Gremlins in Legacy Object Files

October 19, 2016 Kees van Reeuwijk


Why you shouldn’t fear linking object files from different compiler versions ('cross linking') with the newest TriCore 6.1 compiler and two older versions.
Are they out to get you?


When the daughter of a friend of mine was still a little girl, she could not sleep at night because she was afraid of the monsters under her bed. Her parents could talk all they wanted, it did not help; she had nightmares about those monsters. In the end my friend came up with a beautiful solution: he glued a cardboard star to a wooden stick, painted it in bright colors, added some glitter, and explained to his daughter that this magic wand would scare away the monsters. And it worked: clutching her magic wand she slept peacefully every night from then on.

With today's focus on Quality Assurance (QA), it is perfectly fine to be scared of gremlins lurking in the shadows of our software. In fact - it is recommended - because they are out to get us, and this time there's no magic wand to still our fears. The gremlins that this post deals with lurk in the deep waters of legacy object files, and how to safely link those against your v6.1r1 toolset of TriCore-VX.

The time that compilation times were significant is now so long gone, that only myths have survived. Normally, we just re-compile our source code without a second thought. Still, there are circumstances where old object files are precious enough to keep them. For example, these object files have undergone a costly certification procedure, or perhaps the source code is not available for re-compilation.

Whatever the reason, if these legacy object files have been compiled with an older version of the compiler, you have a nasty dilemma: do you also use this version for the rest of your software, or do you move on to a newer compiler? Moving on is of course tempting, but this is where the gremlins lurk; how do you know that it is safe to cross-link object files from two different compilers? After all, calling conventions may have changed, data layouts may be different, and who knows what other surprises there are?

The simplest way to find out is to just try, and if you trust your test suites that may even be an acceptable solution. However, for many people this is not good enough. They are too paranoid (read: have too strict QA requirements), and they want formal reassurances. The only one who can give these reassurances is the compiler vendor. In fact, one of our customers has asked us to give such formal reassurances: Is it safe to cross-link object files from the current TASKING TriCore compiler to object files from two older versions of the compiler?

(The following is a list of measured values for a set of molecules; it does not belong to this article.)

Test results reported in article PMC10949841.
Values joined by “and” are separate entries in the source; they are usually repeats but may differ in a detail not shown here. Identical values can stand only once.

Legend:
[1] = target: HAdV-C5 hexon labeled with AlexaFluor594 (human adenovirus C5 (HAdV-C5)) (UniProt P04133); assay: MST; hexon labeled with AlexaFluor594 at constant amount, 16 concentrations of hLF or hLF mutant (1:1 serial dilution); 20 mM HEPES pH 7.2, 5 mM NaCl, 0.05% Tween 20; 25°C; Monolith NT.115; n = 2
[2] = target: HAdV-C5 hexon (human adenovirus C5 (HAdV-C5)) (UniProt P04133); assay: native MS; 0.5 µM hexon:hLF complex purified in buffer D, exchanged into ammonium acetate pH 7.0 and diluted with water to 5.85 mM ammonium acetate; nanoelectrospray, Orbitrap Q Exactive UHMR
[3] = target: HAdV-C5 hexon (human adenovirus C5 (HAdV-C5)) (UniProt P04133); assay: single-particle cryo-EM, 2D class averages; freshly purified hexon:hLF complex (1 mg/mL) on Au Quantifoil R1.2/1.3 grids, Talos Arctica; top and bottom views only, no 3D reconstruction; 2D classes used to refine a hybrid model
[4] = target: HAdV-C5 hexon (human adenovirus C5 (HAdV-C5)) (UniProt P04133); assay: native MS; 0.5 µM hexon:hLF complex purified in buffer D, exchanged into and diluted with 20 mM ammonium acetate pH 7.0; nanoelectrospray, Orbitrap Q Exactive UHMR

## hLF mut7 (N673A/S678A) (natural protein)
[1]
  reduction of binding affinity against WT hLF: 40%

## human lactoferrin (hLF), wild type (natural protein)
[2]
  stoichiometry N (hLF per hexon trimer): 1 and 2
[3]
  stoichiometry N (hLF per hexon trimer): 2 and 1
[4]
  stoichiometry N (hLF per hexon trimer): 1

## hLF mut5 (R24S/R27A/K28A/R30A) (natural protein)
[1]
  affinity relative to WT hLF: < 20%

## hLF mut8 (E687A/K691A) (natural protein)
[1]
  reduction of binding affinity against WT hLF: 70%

How can we prove that linking with code from these older versions is safe? Again, there is a simple answer: trust the TriCore Embedded Applications Binary Interface (EABI)! With this EABI, Infineon, the TriCore vendor, defines the calling conventions that should be used, and since all versions of the TASKING compiler adhere to that EABI, nothing can go wrong, right? As an excercise, let's try to dig a little deeper. How do we know for sure that there is no `wiggle room' in the EABI that can cause problems? What about those options in the TASKING compilers that deviate from the EABI? Did we miss anything?

To properly address this question, we used a two-pronged approach. First, we asked our engineers to draw up a list of potential suspects. They came up with some restrictions, including obvious ones: some compiler flags enable or disable specific deviations from the standard EABI, and of course all object files should be compiled with the same settings for these flags. Just as obvious: you should use the same size for the double type everywhere, and alignment options should also match. But apart from their list of mild restrictions, they did not expect problems. We also had to add the restrictions that you shouldn't do anything undefined, such as violating array bounds, and that you should not trigger any known bugs in one of the compilers.

The second part of our answer was to methodically compare the relevant aspects of the two compilers, such as data sizes and alignments, and test the compatibility of the calling conventions. We had to make a few weak assumptions to keep testing times manageable, but assuming these assumptions were met (certainly the case for our compilers), we generated a set of tests to cover all possible cases, and passing this set of tests means two compilers are compatible.

So what's the takeaway from all this? In the introduction we already mentioned there's no magic wand that can safe you from your trepidations of cross-linking. Some restrictions must be imposed to avoid known incompatibilities, we also have to add some other disclaimers. However, given these restrictions, we can assure you that you can safely mix object files from two old versions and our current TriCore compiler. So with some added glitter from TASKING your gremlin will remain what it was supposed to be in the first place; a cuddly little pet.

Following v6.1r1, these assurances will hold for future versions of the compiler. Although currently we only support cross-linking of v4.2r2 and v5.0r2 object code, extending them to other old versions of the compiler is probably simple, but rest assured, our commitment for your application's safety, prevents us from making these promises without going through the same testing process.

To learn more about safely linking legacy object files, watch the recorded webinar “Mixing Compiler Output: How to Safely Integrate Legacy Code


Previous Article
Accelerate in second gear with AURIX™
Accelerate in second gear with AURIX™

Through Altium’s long standing, close cooperation with Infineon T...

Next Article
Gremlins in Legacy Object Files
Gremlins in Legacy Object Files

Why you shouldn’t fear linking object files from different compil...